BVisible is a non-profit organisation co-founded by Bethany Bale and Bethany Dawson, created to bring illnesses that are out of sight into mind.


What is an invisible illness?

The World Health Organisation's 2011 World Report on Disability states that 'Health conditions can be visible or invisible; temporary or long term; static, episodic, or degenerating; painful or inconsequential.'  

The Equality Act 2010 defines disability as a 'physical or mental impairment that has a ‘substantial’ and ‘long-term’ negative effect on your ability to do normal daily activities.' However, unsurprisingly, the symptoms of an 'invisible disability' are not always easy for bystanders to identify. For example, someone with an invisible illness may have a mobility issue

 but does not require a walking stick or wheelchair. This can lead to misunderstandings, assumptions and prejudice.

For accounts of what it's like living with an invisible illness, check out our blog page and watch our 'Let's Talk' Campaign video made in cooperation with the University of Surrey Students' Union. 

What does BVisible do? 

BVisible exists to challenge these misconceptions. We do this by holding workshops in Schools, Universities, Workplaces and more. If you're interested in having us deliver a talk at your place of work or school, get in touch with us.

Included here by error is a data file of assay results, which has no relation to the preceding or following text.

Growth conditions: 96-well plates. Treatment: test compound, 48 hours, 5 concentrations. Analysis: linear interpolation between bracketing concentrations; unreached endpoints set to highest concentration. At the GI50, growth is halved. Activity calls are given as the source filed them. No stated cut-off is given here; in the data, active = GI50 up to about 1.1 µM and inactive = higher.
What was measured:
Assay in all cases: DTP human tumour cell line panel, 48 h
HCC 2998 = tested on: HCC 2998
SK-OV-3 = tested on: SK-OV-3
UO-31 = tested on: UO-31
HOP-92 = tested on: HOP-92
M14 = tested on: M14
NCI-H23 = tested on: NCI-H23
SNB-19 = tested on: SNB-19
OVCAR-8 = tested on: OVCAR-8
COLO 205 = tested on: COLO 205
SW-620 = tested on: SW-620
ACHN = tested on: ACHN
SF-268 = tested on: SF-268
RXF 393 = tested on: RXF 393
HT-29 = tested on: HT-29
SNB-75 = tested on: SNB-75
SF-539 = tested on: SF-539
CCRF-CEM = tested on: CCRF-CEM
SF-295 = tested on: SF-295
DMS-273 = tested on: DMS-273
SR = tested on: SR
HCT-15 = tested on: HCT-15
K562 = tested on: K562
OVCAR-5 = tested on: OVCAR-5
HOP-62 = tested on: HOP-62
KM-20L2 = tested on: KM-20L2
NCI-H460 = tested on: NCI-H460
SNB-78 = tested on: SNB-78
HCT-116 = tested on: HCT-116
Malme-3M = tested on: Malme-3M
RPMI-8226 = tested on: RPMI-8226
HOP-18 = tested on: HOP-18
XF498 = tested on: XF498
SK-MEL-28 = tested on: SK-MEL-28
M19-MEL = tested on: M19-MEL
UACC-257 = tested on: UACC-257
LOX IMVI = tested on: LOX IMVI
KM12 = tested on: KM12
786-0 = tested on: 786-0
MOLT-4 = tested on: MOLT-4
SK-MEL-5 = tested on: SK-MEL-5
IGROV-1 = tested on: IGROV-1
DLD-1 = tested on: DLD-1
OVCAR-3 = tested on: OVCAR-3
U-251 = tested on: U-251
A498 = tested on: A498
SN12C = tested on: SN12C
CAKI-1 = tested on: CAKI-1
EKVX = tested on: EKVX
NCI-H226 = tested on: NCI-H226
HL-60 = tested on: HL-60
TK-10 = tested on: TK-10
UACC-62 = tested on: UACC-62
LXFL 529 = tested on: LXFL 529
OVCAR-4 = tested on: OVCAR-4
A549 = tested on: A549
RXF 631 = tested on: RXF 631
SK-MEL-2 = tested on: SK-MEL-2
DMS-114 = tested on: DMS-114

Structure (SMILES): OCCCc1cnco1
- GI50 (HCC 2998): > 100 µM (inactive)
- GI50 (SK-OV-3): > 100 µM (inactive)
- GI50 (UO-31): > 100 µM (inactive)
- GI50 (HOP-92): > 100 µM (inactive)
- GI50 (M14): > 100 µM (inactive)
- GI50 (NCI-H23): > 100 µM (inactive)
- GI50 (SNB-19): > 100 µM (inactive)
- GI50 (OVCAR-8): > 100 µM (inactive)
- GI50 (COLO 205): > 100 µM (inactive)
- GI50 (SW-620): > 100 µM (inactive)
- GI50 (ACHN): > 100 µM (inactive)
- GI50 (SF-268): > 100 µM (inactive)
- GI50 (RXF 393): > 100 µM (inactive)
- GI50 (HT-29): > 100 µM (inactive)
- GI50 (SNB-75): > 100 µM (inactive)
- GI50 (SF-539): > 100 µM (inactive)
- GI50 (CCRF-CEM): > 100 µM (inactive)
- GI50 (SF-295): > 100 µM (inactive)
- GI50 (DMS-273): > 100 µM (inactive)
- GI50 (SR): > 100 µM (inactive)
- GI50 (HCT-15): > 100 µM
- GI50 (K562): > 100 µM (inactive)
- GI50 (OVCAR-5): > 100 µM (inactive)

We also work to support people with Invisible Illnesses, by signposting to resources; such as telephone helplines for specific conditions, running support groups, and working with wider charities to ensure that no one is left alone in their journey with a hidden disability. 

Additionally, we are working with Governmental Policy Advisers, MPs, Senior Academics and large organisations to improve UK Policy that impacts those with disabilities - for example PIP and the EHCP, to name a few

For more information about what we do, check out "Our Mission".


'Disability need not be an obstacle to success. 

We have a moral duty to remove the barriers to participation, and to invest sufficient funding and expertise to unlock the vast potential of people with disabilities.'

Professor Stephen Hawking